The Evolution of the Metronome
By Maxine Carter-Lome
If you ever took music lessons chances are you are familiar with the metronome; the audible task master that helped you to keep time with the music. While digital software has replaced the need for the box with the swinging pendulum, it remains an endearing and “old school” approach to keeping the beat.
Although Johann Maelzel (1772–1838), a German inventor, engineer, and showman, is credited with patenting the metronome as we know it in 1815 (under the title “Instrument/Machine for the Improvement of all Musical Performance”), a kind of metronome was among the inventions of Andalusian polymath Abbas ibn Firnas (810–887 A.D.), an inventor, physician, chemist, engineer, Andalusian musician, and Arabic-language poet. Among his many inventions, Abbas Ibn Firnas is known to have designed a water clock called al-Maqata, devised a means of manufacturing colorless glass, invented various glass planispheres, made corrective lenses (“reading stones”), devised a chain of rings that could be used to simulate the motions of the planets and stars, and developed a process for cutting rock crystal that allowed Spain to cease exporting quartz to Egypt to be cut. He also created an instrument with an inverted pendulum that could be set to a beat at so many times per minute with a loud ticking to keep the tempo – the precursor to the metronome more finely evolved centuries later.
In 1581, Galileo Galilei studied and discovered that pendulums (of any given length) vibrated in the same time, whether the amplitude was large or small. In other words, regardless of amplitude, the pendulum will take about the same amount of time to complete one period, or back-and-forth swing. Galileo realized his discovery could be applied to timekeeping, leading to the invention of the pendulum-powered clock by Christiaan Huyghens in the 17th century and George Graham in the 18th.
In 1696, Etienne Loulié (1654–1702), a noted French musical theorist, attempted to apply the principles of the pendulum to a metronome. His “machine” was merely an adjustable pendulum with calibrations, but without sound or an escapement to keep it in motion. Plaguing Loulié and his contemporaries was the problem of creating a metronome that would beat slowly enough to keep the tempo of many classical musical pieces, often set at a mere 40 to 60 beats per minute.
In 1814, the German inventor Dietrich Nikolaus Winkel developed a “musical chronometer” capable of keeping fast and slow times, but he failed to patent his device. Through questionable practice (so goes the story), Johann Maelzel appropriated Winkel’s ideas, added a scale, called it a metronome and started manufacturing the metronome under his own name in 1816: “Maelzel’s Metronome.” Maelzel also patented this creation in London, Paris, and Vienna.
Maelzel’s metronome used an escapement (think of the toothed wheel that makes a watch tick) to transfer power from a wound-up spring to a weighted pendulum. Each swing of the pendulum produced an audible tick, and users could adjust a dial to control the tempo of the ticking. An early example of a Maelzel metronome can be found in the Metropolitan Museum’s collection, acquired by The Met in 1979 as part of its acquisition of The Crosby Brown Collection of Musical Instruments.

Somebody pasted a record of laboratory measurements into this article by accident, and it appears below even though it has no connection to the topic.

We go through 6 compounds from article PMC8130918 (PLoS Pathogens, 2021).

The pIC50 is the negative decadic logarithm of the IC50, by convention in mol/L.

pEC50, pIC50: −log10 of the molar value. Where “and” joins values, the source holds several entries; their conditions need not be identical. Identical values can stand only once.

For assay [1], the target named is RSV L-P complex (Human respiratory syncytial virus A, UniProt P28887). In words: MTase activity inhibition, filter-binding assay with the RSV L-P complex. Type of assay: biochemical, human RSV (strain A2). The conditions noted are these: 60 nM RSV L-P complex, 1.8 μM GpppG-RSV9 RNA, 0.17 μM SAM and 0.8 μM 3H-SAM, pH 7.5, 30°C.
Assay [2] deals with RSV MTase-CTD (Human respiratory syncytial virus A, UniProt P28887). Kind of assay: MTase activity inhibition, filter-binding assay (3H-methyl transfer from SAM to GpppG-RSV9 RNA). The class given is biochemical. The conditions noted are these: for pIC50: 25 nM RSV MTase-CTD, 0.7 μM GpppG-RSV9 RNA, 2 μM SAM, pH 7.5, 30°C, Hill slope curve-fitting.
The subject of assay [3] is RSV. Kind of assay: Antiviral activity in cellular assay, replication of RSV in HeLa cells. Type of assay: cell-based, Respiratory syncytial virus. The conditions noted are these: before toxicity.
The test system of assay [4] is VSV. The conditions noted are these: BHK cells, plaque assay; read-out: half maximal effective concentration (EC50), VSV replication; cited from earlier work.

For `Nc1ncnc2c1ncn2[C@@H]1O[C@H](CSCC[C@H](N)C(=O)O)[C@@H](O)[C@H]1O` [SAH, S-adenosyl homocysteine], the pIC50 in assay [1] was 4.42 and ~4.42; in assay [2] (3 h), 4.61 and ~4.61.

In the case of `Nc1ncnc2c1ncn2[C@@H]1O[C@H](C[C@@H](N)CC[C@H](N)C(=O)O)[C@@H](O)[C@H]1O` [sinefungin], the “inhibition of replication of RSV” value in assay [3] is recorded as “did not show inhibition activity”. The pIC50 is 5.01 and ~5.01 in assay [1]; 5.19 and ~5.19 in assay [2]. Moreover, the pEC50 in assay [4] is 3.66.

Ludwig Van Beethoven became the first composer to give his pieces metronome markings, and even pledged to do away with indicating such indefinite tempi as “allegretto.” Musicians had already adopted standardized symbols to indicate time signature, key, dynamics and note relationships. In the same way, metronome markings were a way for composers to communicate the tempo at which they intended a piece to be performed. Others quickly followed suit. Modernist composers of the 20th century, such as Stravinsky and Bartók, wrote music demanding stringent rhythmic precision, and conductors obliged, forming the basis for a pro-metronome movement in the music world.
There are various types of metronomes on the market today. Mechanical Metronomes are what might well be thought of as the “classical” metronome. They usually come in a pyramid shape and use an inverted pendulum to keep the beat. Electronic, or Quartz, Metronomes came onto the scene as the more precise way of determining time. Quartz metronomes make use of quartz crystal, much like a watch does. A Digital Metronome is just a piece of software. It does, however, often provide additional features, particularly for recording artists. Although digital metronome software has replaced the need for the classic mechanical metronome, the beat goes on for collectors who respect the engineering and craftsmanship of the box on top of the piano.
Philippe-Nicolas Paquet was born in 1823 into a family of watch makers and followed the family tradition by entering the time-keeping industry. He settled in Paris, working for the Maelzel Metronome company, and after the death of Johann Nepomuk Mäelzel in 1838, eventually took over the running of the factory. Paquet went on to establish a new small machine tools plant and metronome producing plant in Beaumont Sur Oise in 1867, winning many awards at International exhibitions. The factory in Beaumont remained in production until 1983. The two dates shown on the majority of Paquet – Maelzel metronome trade labels are 1815-1846, the former being the year the patent was first approved by Maelzel, and 1846 being the year that Paquet took over the company. Paquet is by far the most common maker of antique metronome. They produced the metronomes in large numbers under their own brand, and then licensed through many distributors.